Is being ‘busy’ making you unwell? The subtle art of slowing down.

“How are you?”
“I’m good, just really busy at the moment.”

How often have you had this conversation? I have definitely been guilty of this.

These days, being busy is almost worn as a badge of honour. It is almost assumed that if you are not ‘busy’, then you aren’t doing much with your life. And yet, being busy doesn’t necessarily correlate with increased efficiency or happiness. Trying to juggle too many social engagements with work, and exercise, family and daily life can create anxiety, because it all becomes overwhelming.

Part of the problem is that we have notifications streaming in on all of our devices constantly and it becomes hard for us to hold a thought for more than a few seconds without interruptions. And because we have our devices on hand, it is an expectation that we reply to a text message or email as soon as we receive it. But this is only an expectation we put on ourselves, we do not have to adhere to this.

Recently I have had some new patients remark after their first session that this is the first time they have laid down to do ‘nothing’, in a very long time. It can be confronting, lying in stillness with nothing to distract us from our thoughts.

That is why meditation is so important. The purpose of meditation is not to clear our mind from thoughts; the purpose is to create an awareness each time a thought enters our mind. Each time a thought enters our consciousness and we notice it, we can let go of it and return to our breath, instead of letting our thoughts spiral out of control.

There are many ways to become more aware and mindful in daily life, in addition to meditation.

Some of my favourite ways to focus in the present moment are:

1) Take a walk around your local neighbourhood, taking the time to stop and smell flowers along the way.
2) Eat your food slowly, tasting each mouthful, and chewing properly. Eat without looking at a device, screen or book, fully submerging yourself in the experience.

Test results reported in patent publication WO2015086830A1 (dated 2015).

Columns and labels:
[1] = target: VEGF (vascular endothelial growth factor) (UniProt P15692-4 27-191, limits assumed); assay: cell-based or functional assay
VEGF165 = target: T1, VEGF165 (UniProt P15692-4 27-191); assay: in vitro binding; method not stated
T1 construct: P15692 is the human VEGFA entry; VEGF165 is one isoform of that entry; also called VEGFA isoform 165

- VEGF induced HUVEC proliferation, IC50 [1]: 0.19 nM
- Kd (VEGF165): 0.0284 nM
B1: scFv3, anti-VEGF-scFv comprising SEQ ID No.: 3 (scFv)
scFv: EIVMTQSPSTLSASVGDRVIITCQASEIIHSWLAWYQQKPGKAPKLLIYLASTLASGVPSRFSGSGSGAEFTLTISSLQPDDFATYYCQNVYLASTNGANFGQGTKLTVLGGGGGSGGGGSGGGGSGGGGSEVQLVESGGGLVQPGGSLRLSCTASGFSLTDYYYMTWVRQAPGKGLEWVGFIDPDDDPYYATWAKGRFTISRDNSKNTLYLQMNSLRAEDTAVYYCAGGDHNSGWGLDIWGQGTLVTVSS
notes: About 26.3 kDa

3) Slow down your breathing, to ensure you’re breathing deeply from the abdomen. You can do this any time of day, especially if you are at work, it’s great to spend a minute focussing on your breath throughout different points in the day.
4) Walking barefoot on the grass, soil or the sand. This deepens our connection to the earth, and we have a lot of sensory nerve endings at the soles of our feet.
5) Become mindful in the most mundane of tasks. In Eckhardt Tolle’s The Power of Now he discusses being mindful whilst doing the dishes. Be present in feeling the temperature of the water, the feel of the sponge on the dishes.
6) Writing a gratitude journal. Each night open up your journal and write down three great things that happened, and one thing you would like to improve on.
7) Spend time with animals or children. They are always in the present moment!
8) Get outside and surround yourself in nature– the ocean, the forest, the mountains or even just a local park. There is beauty everywhere.
9) Listen to Dr Joe Dispenza’s talks. He speaks a lot about how our thoughts create can either heal us or make us sick.
10) Watch the Ted Talk- 10 mindful minutes.
11) Download the free app Insight Timer to listen to guided meditations.
12) Take a yin yoga class. Yin yoga is very gentle and doesn’t require any previous yoga experience. Periodically I run ‘Yin & Pins’ workshops, which incorporate yoga and acupuncture- stay tuned for more details.

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